Learning Your ABZs

The youngest group of consumers is going to change the world. Are you ready for them?

Samantha Oller, Senior Editor/Fuels, CSP

Mitch Morrison, Vice President & Retail Executive Platform Director, Winsight

Erik J. Martin, CSP Correspondent

Illustrations by Nick Shepherd

Hungry Youth Truths

C-stores have a chance with Gen Z--if they focus on fresh

They may be pizza-pounding teens and early 20-somethings, but Gen Z has a healthier hankering for more freshly prepared, made-to-order and do-it-yourself consumables than you might assume. Consider these CSP-Technomic report findings:

  • More than one-third of all Gen Z food/beverage purchases within c-stores are from the foodservice/prepared retail area.
  • Nearly 40% of this age group is purchasing prepared foods and beverages more often from c-stores than a year ago.
  • Nearly every time they visit a c-store, Gen Z shoppers purchase food (55%) and beverages (69%) from foodservice areas.

“When Generation Z visits a convenience store, they’re generally looking to satisfy an immediate craving,” says Rachel Kalt, senior strategist for The Culinary Edge, San Francisco. “However, it’s important to remember that this generation prefers freshly cooked meals to frozen and has a greater interest in cooking compared to previous generations,” which plays into their purchasing decisions of prepared foodservice items.

Want to get more high school and college students in the door? Made-to-order food stations, hot/cold food bars, roller grills and restaurant chains inside the store are among the amenities that make Gen Zs more inclined to visit a convenience retailer, according to the CSP-Technomic survey.

“Gen Z is do-it-yourself oriented,” Kalt says. “Their hands-on approach to life means they’re interested in opportunities to customize their food and beverage items.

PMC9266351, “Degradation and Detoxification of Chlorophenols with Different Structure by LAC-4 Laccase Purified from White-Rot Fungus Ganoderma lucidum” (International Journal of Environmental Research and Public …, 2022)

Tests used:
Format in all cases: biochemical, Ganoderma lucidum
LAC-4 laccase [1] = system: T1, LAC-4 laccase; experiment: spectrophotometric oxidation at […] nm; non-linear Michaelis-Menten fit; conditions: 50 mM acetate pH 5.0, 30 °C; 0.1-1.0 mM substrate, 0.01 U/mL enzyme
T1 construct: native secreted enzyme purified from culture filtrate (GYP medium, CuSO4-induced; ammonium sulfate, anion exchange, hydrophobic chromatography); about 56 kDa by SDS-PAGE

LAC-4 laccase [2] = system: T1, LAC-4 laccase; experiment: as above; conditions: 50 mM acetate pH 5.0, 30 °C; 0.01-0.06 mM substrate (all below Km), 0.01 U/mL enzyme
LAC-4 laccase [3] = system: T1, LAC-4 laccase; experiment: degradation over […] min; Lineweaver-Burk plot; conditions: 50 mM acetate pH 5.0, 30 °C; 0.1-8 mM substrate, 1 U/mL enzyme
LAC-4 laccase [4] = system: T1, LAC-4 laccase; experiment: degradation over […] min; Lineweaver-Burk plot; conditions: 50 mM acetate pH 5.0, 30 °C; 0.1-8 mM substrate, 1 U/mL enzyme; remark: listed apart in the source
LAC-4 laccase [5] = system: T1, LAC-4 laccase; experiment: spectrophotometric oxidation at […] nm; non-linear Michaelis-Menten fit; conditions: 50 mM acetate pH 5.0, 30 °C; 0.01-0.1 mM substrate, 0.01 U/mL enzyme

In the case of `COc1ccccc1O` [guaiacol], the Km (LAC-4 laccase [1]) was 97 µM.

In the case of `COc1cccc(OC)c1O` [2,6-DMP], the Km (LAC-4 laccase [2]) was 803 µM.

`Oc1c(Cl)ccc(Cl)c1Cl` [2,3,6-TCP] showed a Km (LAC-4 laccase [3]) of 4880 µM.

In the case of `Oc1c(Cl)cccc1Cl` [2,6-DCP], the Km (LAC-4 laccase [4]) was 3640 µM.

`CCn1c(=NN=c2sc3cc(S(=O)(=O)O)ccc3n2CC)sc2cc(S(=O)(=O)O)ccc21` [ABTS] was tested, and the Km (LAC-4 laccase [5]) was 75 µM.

Being able to allocate their dollars as they wish and having a lot of food options within one environment is convenient for them.”

Tom Vierhile, innovation insights director for Canadean Consumer, which has global headquarters in London, says teens today are raised on dining out, “so it’s not much of a surprise that younger consumers are more likely to visit convenience stores that offer enhanced food options.”

To help you get over any inferiority complex about fast-food competitors, consider this: According to the CSP-Technomic survey, Gen Z views c-stores as comparable to or better than QSRs when it comes to beverage variety and beverage quality (89% each); speed of service (85%); overall value (78%); food flavor/taste (71%); healthy-food availability (71%); food variety (64%); and food freshness/quality (60%).

“This is a generation that has grown up in the car, getting ferried from one thing to another, with snacking and food consumption habits established early,” Vierhile says.

In fact, 15- to 17-year-olds had the lowest preference for eating at home rather than a café or restaurant, according to results of Canadean 2014-2015 surveys of U.S. consumers.